Roger Stone, a notorious Nixon-era trickster and Donald Trump confidante, is once again teasing a campaign for governor of Florida as a Libertarian. And it would seem he’s also looking to expand his family in a rather unconventional way.
In what seems like either a joke or a publicity stunt, or probably both, Stone is offering to freeze his sperm for right-wing activist (and fringe conspiracy theorist) Laura Loomer.
“Since I don’t have a biological heir and because the freedom movement needs future warriors I am going to freeze some of my sperm in case Laura Loomer decides to bear my child sometime in the future,” Stone posted this week on social networking site Gab.
This comes a few weeks after Stone managed to make headlines by threatening a run for governor of Florida, specifically aiming to spoil the re-election bid of Ron DeSantis. Stone’s beef with DeSantis, who is perhaps the Trumpiest governor in the nation, is over the 2020 election.
Despite the fact that Trump easily carried the state of Florida, Stone believes that DeSantis should “audit the election” to purge what he calls “phantom” voters.
“If Florida governor Ron DeSantis does not order an audit of the 2020 election to expose the fact that there are over 1 million phantom voters on the Florida voter rolls in the Sunshine state I may be forced to seek the Libertarian party nomination for governor Florida in 2022,” Stone posted on Gab.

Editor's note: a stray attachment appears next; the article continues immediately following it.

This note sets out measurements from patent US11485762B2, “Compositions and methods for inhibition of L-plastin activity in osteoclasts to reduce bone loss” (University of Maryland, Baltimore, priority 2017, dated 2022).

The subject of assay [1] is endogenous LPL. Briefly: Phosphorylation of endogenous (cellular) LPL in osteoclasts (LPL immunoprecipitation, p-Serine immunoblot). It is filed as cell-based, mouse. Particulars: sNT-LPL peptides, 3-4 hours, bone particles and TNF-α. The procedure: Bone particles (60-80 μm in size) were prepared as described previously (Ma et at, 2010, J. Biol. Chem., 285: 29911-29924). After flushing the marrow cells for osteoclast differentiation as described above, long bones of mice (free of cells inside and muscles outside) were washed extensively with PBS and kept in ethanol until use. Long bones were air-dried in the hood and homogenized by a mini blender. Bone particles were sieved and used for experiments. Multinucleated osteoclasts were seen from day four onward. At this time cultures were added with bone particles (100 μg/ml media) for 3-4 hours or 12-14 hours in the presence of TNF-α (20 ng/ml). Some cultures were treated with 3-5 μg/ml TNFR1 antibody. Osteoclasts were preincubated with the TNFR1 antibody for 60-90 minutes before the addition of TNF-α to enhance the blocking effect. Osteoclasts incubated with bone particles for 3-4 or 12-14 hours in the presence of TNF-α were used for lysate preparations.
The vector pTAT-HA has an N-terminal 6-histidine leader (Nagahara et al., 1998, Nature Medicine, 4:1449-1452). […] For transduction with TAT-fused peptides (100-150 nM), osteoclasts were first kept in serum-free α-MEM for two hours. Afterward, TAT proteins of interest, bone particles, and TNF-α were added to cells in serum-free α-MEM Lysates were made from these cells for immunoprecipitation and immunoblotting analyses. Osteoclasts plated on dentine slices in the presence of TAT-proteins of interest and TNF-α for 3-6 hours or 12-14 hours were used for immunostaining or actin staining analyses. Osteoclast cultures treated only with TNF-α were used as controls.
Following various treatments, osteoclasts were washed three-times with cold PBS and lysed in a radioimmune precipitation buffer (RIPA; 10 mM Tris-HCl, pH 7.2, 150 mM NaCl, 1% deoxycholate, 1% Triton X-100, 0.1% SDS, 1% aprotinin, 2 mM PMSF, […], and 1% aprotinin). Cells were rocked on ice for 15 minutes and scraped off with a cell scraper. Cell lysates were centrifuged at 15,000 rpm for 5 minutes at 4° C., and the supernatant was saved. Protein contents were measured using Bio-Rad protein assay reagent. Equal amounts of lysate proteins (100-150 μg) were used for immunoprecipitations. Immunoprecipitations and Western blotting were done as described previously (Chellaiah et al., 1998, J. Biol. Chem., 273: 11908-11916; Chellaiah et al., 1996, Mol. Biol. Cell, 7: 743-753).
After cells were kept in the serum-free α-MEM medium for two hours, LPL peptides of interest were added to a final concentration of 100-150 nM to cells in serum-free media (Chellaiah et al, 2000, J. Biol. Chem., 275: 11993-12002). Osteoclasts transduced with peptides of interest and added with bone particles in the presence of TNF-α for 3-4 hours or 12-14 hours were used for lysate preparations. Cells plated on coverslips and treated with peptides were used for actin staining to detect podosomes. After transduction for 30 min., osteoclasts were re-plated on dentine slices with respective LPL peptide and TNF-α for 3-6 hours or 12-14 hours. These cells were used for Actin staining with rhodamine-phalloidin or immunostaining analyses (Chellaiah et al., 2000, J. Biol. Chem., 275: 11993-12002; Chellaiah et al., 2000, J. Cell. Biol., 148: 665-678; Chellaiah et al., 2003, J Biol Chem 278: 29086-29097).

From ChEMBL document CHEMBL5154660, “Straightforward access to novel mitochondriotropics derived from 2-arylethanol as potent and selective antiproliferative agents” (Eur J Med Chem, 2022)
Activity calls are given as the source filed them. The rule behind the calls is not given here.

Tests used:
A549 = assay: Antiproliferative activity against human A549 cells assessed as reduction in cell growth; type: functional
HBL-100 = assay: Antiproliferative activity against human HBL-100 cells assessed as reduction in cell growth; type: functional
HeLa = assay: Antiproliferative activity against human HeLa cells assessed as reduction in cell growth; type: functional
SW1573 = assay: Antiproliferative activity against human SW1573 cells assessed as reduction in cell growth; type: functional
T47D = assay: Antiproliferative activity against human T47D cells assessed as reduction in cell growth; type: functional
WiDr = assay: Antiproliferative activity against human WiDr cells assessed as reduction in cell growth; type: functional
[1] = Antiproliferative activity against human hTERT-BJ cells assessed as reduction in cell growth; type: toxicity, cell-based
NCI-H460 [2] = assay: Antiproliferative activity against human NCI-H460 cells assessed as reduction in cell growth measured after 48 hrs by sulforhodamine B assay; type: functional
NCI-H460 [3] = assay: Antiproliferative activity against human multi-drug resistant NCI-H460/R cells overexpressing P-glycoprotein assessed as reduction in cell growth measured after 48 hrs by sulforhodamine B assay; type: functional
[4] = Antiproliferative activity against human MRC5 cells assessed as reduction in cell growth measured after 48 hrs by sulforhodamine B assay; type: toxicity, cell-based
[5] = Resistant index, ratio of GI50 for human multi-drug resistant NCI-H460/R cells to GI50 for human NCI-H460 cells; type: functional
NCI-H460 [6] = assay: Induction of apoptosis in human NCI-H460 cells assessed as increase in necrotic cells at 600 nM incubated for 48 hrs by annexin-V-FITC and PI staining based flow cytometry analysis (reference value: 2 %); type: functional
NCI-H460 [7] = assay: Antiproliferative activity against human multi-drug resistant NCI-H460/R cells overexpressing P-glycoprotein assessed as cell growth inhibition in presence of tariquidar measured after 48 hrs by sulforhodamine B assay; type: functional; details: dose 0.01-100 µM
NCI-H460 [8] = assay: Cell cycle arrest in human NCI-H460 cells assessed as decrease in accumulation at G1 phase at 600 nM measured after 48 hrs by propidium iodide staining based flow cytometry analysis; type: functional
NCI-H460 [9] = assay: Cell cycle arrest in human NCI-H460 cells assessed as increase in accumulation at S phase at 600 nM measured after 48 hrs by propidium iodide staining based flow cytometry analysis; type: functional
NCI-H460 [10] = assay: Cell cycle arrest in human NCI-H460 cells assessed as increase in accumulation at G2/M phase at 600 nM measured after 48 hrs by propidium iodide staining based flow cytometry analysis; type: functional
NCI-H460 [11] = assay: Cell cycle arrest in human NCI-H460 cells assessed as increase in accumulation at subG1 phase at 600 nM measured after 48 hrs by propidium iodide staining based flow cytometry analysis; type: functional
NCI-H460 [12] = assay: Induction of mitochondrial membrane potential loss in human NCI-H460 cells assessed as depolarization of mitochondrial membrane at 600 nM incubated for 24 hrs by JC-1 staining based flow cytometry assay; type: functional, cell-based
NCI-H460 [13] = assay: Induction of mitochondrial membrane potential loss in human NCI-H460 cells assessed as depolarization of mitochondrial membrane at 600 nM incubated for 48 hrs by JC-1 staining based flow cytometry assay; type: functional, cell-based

Roger Stone threatens to sabotage Desantis’ re-election by running against him as a libertarian if he doesn’t come out for an audit of the 2020 election in FL. pic.twitter.com/EcFPmTnMlK
— Ron Filipkowski (@RonFilipkowski) October 31, 2021
Stone first floated the idea of seeking the Libertarian nomination for Florida governor in 2013, when he declared the Republican Party to be dead. After flirting with the idea for several months, he pulled the plug in May of that year.
Libertarians would go on to nominate Adrian Wyllie in 2014. He and his running mate, insurance agent Greg Roe, managed to secure 3.75% of the vote, a record showing for Florida Libertarians in a statewide race.
Stone returned in 2015 to suggest that he was planning to run for U.S. Senate as a Libertarian the following year. But again, he decided not to follow through. This time, he was fully distracted by the nascent presidential campaign of friend Donald Trump.
Stone served as an adviser to the Trump campaign briefly, and then either quit or was fired. A few days after parting ways with the campaign, Stone authored a piece for Business Insider titled: “The man who just resigned from Donald Trump’s campaign explains how Trump can still win.”
Trump praised Stone during an appearance in December 2015 on Alex Jones’ radio show that was orchestrated by Stone. “Roger’s a good guy,” Trump said. “He’s been so loyal and so wonderful.” Stone remained an informal adviser to and media surrogate for Trump throughout the remainder of the campaign.
In 2019, Stone’s home was raided by the FBI and he was arrested on seven criminal charges of an indictment in the Mueller investigation: one count of obstruction of an official proceeding, five counts of false statements, and one count of witness tampering.
Stone was convicted and sentenced to 40 months in prison, but Trump commuted the sentence and ultimately issued Stone a full pardon during the final weeks of his presidency.
Like all qualified parties in Florida, if contested by more than one candidate the Libertarian nomination will be decided in a primary. Voting would be open only to registered Libertarian voters. The only time a contested statewide LP primary has been held was in 2016, when Iraq war veteran Paul Stanton defeated crazy person Augustus Sol Invictus by a margin of 2,946 to 1,063 votes.